3 years ago

Prevalence of type I sensitization to alpha-gal in forest service employees and hunters

D. Reick, E. Aichinger, J. Fischer, J. Hebsaker, A. S. Yazdi, T. Biedermann, G. Blumenstock, R. Oehme, E. Lupberger
Background The production of IgE molecules specific to the carbohydrate galactose-α-1,3-galactose (alpha-gal) is known to induce delayed anaphylaxis against mammalian meat. Tick bites constitute the primary sensitization source, as ticks transfer alpha-gal in their saliva to a host during a bite. The reported prevalence of alpha-gal-specific IgE (alpha-gal-sIgE) positivity varies between different populations from diverse geographic regions. Objective To investigate the prevalence of alpha-gal-sIgE positivity in a population of forest service employees who are highly exposed to ticks in comparison with a residential population and a historic sample. Methods A cross-sectional study evaluating 300 forest service employees and hunters from southwest Germany was performed. Alpha-gal-sIgE levels were assessed by ImmunoCAP assay. The prevalence of alpha-gal-sIgE-positive individuals was compared with a matched cohort composed of a residential population and blood samples from forest service employees collected 15 years ago. Results In the study population, the prevalence of alpha-gal-sIgE-positive (≥0.10 kUA/L) individuals was 35.0%, whereas the prevalence of individuals with alpha-gal-sIgE levels ≥0.35 kUA/L was 19.3%. Alpha-gal-sIgE positivity was associated with total IgE levels and recent tick bites. Mammalian meat-induced delayed anaphylaxis was found in 8.6% of the participants with alpha-gal-sIgE levels ≥0.35 kUA/L. For forest service employees and hunters, the odds ratio for alpha-gal-sIgE positivity was 2.48 compared to the residential population. The prevalence of alpha-gal-sIgE positivity in the current and historic cohort was comparable. Conclusion Forest service employees and hunters compose a population with a high prevalence of alpha-gal-sIgE positivity and carry a considerable risk of red meat allergy.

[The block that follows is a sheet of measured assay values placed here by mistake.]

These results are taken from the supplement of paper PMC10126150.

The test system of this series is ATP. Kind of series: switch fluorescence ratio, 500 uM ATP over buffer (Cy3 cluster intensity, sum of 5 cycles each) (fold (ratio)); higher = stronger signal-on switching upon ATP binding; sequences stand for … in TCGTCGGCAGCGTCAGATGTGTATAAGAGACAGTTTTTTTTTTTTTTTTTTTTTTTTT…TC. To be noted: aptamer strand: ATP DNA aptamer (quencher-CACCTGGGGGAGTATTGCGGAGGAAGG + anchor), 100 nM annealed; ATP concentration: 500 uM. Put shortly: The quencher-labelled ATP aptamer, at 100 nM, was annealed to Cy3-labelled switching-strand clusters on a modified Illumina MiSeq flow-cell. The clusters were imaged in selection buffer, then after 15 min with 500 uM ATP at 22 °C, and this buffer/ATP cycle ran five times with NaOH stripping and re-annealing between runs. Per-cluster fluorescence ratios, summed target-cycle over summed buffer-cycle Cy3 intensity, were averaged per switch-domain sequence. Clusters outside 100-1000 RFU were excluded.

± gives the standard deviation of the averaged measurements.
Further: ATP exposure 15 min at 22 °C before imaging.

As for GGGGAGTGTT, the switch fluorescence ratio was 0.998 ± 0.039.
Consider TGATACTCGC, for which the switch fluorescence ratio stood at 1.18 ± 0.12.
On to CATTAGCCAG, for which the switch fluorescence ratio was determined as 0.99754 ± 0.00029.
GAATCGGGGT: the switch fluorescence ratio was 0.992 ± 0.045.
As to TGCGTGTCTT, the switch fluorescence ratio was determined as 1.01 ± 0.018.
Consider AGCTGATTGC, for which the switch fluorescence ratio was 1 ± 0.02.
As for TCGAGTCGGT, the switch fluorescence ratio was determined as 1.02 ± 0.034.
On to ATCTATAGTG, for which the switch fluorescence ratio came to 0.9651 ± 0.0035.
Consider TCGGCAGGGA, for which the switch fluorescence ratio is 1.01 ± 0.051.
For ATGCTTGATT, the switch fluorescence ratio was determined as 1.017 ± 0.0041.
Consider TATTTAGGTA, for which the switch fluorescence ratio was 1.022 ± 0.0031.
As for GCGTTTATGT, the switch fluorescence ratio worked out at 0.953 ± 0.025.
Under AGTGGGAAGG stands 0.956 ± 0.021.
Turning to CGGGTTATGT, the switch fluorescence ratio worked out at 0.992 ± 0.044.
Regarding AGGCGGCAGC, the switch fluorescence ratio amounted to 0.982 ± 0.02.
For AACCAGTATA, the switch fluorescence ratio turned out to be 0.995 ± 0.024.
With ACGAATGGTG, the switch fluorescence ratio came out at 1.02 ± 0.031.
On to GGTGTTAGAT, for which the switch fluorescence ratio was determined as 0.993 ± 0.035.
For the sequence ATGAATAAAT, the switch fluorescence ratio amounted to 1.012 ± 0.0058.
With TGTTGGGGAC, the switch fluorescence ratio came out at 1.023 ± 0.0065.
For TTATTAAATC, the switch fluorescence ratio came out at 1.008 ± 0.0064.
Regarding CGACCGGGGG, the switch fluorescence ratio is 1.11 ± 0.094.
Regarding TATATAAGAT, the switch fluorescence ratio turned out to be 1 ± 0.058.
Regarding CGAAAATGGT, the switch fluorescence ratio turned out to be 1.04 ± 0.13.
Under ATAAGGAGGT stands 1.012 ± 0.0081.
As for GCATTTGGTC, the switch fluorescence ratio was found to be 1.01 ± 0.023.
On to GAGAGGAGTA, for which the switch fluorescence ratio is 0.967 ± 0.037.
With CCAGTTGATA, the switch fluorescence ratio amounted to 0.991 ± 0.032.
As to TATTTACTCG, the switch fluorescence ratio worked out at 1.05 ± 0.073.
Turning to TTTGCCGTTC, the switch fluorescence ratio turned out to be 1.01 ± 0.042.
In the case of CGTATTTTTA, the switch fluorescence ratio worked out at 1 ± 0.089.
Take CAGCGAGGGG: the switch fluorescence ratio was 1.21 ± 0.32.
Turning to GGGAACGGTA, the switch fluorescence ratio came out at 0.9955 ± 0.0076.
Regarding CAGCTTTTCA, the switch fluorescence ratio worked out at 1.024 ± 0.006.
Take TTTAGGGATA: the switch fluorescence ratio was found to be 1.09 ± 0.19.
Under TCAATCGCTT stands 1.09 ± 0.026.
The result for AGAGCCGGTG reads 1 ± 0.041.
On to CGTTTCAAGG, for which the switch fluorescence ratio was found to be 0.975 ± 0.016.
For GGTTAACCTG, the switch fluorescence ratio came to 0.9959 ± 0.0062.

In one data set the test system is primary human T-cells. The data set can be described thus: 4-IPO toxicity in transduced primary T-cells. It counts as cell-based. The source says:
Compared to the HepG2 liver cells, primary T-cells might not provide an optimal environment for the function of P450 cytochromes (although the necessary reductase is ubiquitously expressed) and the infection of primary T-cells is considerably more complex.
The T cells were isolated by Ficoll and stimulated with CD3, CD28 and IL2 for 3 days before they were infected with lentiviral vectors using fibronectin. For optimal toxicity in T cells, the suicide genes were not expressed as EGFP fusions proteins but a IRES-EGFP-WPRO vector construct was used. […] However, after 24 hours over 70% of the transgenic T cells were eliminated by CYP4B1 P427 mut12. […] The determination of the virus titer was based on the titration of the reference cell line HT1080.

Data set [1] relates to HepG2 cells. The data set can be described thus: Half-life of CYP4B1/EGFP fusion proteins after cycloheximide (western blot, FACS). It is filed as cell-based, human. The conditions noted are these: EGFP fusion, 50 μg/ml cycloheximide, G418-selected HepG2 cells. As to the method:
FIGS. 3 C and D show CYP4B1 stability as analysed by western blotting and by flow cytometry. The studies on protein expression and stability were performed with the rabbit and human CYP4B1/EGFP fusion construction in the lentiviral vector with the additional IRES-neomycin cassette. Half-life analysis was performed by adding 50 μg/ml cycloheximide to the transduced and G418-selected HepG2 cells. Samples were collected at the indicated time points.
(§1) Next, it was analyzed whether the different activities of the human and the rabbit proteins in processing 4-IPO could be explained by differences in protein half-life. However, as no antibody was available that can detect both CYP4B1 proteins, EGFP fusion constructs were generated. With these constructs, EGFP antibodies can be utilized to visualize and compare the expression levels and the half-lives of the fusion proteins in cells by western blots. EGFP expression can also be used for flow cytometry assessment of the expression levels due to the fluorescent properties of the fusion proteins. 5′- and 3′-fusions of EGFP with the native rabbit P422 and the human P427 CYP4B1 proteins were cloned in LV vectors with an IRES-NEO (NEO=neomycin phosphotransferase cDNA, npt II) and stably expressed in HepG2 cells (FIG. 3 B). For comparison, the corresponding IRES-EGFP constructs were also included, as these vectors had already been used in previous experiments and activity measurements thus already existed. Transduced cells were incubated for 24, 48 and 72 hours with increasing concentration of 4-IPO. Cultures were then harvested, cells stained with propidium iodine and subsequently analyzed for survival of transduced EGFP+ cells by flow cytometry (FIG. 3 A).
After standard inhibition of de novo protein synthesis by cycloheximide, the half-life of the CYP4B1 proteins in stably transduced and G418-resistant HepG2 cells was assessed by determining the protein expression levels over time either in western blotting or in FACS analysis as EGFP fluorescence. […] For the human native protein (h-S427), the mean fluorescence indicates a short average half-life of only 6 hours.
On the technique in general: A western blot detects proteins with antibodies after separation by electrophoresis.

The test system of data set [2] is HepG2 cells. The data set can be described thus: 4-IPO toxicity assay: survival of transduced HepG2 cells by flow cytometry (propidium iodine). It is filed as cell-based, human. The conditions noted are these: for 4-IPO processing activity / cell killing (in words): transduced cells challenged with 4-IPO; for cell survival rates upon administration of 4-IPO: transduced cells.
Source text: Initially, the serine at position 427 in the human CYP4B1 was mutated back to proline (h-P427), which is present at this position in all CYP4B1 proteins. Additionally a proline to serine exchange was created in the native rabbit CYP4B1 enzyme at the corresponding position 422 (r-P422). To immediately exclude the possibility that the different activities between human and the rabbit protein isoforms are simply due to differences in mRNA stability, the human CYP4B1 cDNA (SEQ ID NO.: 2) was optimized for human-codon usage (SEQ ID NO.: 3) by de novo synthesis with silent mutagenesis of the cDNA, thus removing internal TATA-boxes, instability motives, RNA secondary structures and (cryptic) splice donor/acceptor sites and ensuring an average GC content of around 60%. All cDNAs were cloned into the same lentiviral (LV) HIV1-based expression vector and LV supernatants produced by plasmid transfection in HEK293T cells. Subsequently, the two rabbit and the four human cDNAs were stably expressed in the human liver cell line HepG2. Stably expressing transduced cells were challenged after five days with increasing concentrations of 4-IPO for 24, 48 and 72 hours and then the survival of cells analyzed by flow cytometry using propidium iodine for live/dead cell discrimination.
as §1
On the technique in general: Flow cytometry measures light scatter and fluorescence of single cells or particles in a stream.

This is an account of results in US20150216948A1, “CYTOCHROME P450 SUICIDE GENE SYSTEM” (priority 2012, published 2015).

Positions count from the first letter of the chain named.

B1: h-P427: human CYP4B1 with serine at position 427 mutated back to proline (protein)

Publisher URL: http://onlinelibrary.wiley.com/resolve/doi

DOI: 10.1111/all.13156

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